In its Reply Brief, petitioner asseverated that, while not categorically made, the Court, in Layug,[5] had held to be sufficiently anchored, nevertheless, an action for judicial rescission even if no notarial act of rescission was priorly executed and the non-payment of the cash surrender value before the filing of the complaint.[6] Moreover, petitioner argued that while the complaint before the trial court was denominated as one for recovery of possession, the suit could still be considered as a case for judicial rescission considering that the issue of whether or not it was entitled to recover possession over the property subject matter of the contract to sell would require, for its resolution, passing upon the initial issue of whether or not the contract was in fact rescinded by virtue of a notarial act.[7]

The petition must be denied.

The action for reconveyance filed by petitioner was predicated on an assumption that its contract to sell executed in favor of respondent buyer had been validly cancelled or rescinded. The records would show that, indeed, no such cancellation took place at any time prior to the institution of the action for reconveyance. What had been sent by petitioner to respondent was a letter, dated 02 June 1988, that read:

02 June 1988

MS. NELIDA GALVEZ

Pan Asiatic Travel Corp.

3rd Floor, S & L Building

Roxas Boulevard, Manila

Dear Ms. Galvez:

We have sent you many letters in the past asking you to update your payments in accordance with the terms of our Contract to Sell dated August 25, 1984 as follows:

Purchase Price, Unit No. D-12 P2,340,000.00

Terms of Payment:

- July 17, 1984, Reservation/

Deposit 100,000.00

- July 19, 1984, 50%

Down payment 1,070,000.00

- balance payable in 60

monthly installments with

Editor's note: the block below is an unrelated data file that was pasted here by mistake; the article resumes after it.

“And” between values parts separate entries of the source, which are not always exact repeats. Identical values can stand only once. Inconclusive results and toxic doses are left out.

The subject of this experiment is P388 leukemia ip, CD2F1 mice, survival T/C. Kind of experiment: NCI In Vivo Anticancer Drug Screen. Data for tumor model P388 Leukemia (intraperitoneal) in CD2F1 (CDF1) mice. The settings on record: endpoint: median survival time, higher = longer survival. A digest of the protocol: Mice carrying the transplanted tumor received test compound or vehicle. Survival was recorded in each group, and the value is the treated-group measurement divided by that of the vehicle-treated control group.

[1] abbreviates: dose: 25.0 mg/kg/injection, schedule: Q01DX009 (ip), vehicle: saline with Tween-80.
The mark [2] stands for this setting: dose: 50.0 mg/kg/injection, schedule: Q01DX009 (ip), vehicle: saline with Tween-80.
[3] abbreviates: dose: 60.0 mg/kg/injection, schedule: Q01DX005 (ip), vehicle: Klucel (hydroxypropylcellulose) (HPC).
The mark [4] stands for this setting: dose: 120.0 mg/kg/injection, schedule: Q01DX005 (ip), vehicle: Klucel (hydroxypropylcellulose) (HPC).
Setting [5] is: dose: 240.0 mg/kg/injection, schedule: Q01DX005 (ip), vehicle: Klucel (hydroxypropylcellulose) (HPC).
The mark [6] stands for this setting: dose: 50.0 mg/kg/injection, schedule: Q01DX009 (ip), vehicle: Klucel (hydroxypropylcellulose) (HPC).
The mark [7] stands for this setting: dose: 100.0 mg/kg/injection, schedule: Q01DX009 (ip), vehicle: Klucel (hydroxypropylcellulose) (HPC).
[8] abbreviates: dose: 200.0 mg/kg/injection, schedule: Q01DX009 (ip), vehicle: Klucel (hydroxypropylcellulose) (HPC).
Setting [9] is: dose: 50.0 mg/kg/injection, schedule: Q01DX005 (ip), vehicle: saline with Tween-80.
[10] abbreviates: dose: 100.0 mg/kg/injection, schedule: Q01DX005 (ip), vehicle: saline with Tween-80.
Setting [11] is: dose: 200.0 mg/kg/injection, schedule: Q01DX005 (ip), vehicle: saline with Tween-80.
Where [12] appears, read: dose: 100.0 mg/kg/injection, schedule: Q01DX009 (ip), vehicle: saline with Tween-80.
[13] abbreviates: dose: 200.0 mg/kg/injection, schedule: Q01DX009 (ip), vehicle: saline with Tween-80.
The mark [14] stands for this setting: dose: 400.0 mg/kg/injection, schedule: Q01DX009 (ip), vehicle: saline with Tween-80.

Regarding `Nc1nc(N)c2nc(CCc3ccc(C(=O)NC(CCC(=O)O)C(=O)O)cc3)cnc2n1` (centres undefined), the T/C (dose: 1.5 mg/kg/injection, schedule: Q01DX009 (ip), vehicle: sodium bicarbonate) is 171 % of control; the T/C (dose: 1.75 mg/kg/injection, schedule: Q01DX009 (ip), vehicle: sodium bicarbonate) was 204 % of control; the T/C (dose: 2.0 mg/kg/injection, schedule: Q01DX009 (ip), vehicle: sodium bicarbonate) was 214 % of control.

24% p.a. interest on

diminishing balance.

Monthly payments to commence

Sept. 12, 1984 33,657.04/month

Note: Past due payments to bear interest of 2% per month plus penalty charge of 2% per month.

You are in default and your overdue account now stands as follows:

Purchase Price P2,340,000.00

Add: Interest on monthly

Amortizations 849,444.00

P3,189,444.00

Add: Interest and penalties

on overdues (Refer

to Exh. A) 679,002.34

P3,868,446.34

Less: Payments (Refer

To Exh. B) 1,944,100.82

TOTAL DUE AND DEMANDABLE P1,924,345.52

===========

Unless we receive payment in full within 30 days after service of this notice upon you, our Contract to Sell shall be cancelled and/or rescinded.

Please give this matter its due attention.

Very truly yours,

(Sgd.) Illegible

(Type) FELIX H. LIMCAOCO, JR.

President[8]

As so aptly observed by the courts below, the foregoing communication to the buyer merely demanded payment within thirty (30) days from receipt thereof with the threat that if the demand were not heeded, the contract would forthwith be cancelled or rescinded. Nor did the appellate court erroneously ignore the notarial rescission attached to the complaint for reconveyance. Apparently, the so-called notarial rescission was not sent to respondents prior to the institution of the case for reconveyance but merely served on respondents by way of an attachment to the complaint. In any case, a notarial rescission, standing alone, could not have invalidly effected, in this case, the cancellation of the contract.

As the trial court elaborated in this case:

A careful study of the evidence presented does not show a notice of cancellation or the demand for rescission of the contract by a notarial act. The plaintiff appears to be claiming that the June 2, 1988 letter is a notice of cancellation or a demand for rescission of the contract by a notarial act. This could not be what the law contemplates. It should be a notice of cancellation or demand for rescission of the contract by notarial act.